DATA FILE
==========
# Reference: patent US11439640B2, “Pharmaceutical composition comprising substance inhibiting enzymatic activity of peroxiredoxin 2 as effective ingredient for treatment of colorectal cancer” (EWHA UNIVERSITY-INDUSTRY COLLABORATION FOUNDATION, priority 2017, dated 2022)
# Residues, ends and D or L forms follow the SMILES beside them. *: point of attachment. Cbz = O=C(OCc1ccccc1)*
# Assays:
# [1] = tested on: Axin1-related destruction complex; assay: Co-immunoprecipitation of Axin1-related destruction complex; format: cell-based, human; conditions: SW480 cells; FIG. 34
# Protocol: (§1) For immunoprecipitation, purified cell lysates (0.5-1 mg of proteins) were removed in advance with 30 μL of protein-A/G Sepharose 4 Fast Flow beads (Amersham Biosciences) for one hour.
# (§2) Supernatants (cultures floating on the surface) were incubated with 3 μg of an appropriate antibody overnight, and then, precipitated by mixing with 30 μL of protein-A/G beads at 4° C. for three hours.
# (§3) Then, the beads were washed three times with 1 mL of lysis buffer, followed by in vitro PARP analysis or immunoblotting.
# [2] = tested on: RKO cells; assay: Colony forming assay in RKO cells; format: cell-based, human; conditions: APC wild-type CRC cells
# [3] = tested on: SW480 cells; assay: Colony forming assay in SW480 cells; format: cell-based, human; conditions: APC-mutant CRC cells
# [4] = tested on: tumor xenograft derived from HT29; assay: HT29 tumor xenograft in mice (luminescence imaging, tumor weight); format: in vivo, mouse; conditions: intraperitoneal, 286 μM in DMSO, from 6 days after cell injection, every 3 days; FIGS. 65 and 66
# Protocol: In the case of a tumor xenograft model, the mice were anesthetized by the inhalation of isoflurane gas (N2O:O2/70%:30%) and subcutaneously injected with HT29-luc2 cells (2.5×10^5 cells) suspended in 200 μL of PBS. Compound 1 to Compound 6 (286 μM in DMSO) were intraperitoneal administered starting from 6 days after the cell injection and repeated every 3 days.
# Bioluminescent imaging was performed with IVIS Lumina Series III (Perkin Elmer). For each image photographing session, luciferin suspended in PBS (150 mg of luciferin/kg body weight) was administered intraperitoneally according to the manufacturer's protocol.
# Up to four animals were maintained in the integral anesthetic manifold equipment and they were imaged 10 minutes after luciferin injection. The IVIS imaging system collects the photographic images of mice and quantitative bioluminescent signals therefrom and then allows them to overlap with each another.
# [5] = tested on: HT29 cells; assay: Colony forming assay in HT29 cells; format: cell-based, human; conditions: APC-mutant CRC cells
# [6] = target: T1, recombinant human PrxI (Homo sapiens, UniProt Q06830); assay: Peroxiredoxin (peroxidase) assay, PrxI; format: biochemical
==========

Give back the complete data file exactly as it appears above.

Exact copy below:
# Reference: patent US11439640B2, “Pharmaceutical composition comprising substance inhibiting enzymatic activity of peroxiredoxin 2 as effective ingredient for treatment of colorectal cancer” (EWHA UNIVERSITY-INDUSTRY COLLABORATION FOUNDATION, priority 2017, dated 2022)
# Residues, ends and D or L forms follow the SMILES beside them. *: point of attachment. Cbz = O=C(OCc1ccccc1)*
# Assays:
# [1] = tested on: Axin1-related destruction complex; assay: Co-immunoprecipitation of Axin1-related destruction complex; format: cell-based, human; conditions: SW480 cells; FIG. 34
# Protocol: (§1) For immunoprecipitation, purified cell lysates (0.5-1 mg of proteins) were removed in advance with 30 μL of protein-A/G Sepharose 4 Fast Flow beads (Amersham Biosciences) for one hour.
# (§2) Supernatants (cultures floating on the surface) were incubated with 3 μg of an appropriate antibody overnight, and then, precipitated by mixing with 30 μL of protein-A/G beads at 4° C. for three hours.
# (§3) Then, the beads were washed three times with 1 mL of lysis buffer, followed by in vitro PARP analysis or immunoblotting.
# [2] = tested on: RKO cells; assay: Colony forming assay in RKO cells; format: cell-based, human; conditions: APC wild-type CRC cells
# [3] = tested on: SW480 cells; assay: Colony forming assay in SW480 cells; format: cell-based, human; conditions: APC-mutant CRC cells
# [4] = tested on: tumor xenograft derived from HT29; assay: HT29 tumor xenograft in mice (luminescence imaging, tumor weight); format: in vivo, mouse; conditions: intraperitoneal, 286 μM in DMSO, from 6 days after cell injection, every 3 days; FIGS. 65 and 66
# Protocol: In the case of a tumor xenograft model, the mice were anesthetized by the inhalation of isoflurane gas (N2O:O2/70%:30%) and subcutaneously injected with HT29-luc2 cells (2.5×10^5 cells) suspended in 200 μL of PBS. Compound 1 to Compound 6 (286 μM in DMSO) were intraperitoneal administered starting from 6 days after the cell injection and repeated every 3 days.
# Bioluminescent imaging was performed with IVIS Lumina Series III (Perkin Elmer). For each image photographing session, luciferin suspended in PBS (150 mg of luciferin/kg body weight) was administered intraperitoneally according to the manufacturer's protocol.
# Up to four animals were maintained in the integral anesthetic manifold equipment and they were imaged 10 minutes after luciferin injection. The IVIS imaging system collects the photographic images of mice and quantitative bioluminescent signals therefrom and then allows them to overlap with each another.
# [5] = tested on: HT29 cells; assay: Colony forming assay in HT29 cells; format: cell-based, human; conditions: APC-mutant CRC cells
# [6] = target: T1, recombinant human PrxI (Homo sapiens, UniProt Q06830); assay: Peroxiredoxin (peroxidase) assay, PrxI; format: biochemical